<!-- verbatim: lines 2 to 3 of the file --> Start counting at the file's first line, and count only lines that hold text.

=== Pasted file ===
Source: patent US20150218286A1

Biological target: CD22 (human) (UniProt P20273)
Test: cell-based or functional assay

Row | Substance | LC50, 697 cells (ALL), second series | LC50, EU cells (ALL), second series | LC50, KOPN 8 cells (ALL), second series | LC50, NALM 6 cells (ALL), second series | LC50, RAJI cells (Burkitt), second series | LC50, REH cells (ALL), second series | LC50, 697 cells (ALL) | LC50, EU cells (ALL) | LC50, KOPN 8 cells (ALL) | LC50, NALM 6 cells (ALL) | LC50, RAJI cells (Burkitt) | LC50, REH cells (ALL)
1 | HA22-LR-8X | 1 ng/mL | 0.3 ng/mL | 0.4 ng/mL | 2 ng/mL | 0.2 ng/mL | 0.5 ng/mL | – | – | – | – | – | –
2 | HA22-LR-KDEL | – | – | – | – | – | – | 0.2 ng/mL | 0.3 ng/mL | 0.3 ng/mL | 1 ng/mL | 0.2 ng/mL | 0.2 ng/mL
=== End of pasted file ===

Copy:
Biological target: CD22 (human) (UniProt P20273)
Test: cell-based or functional assay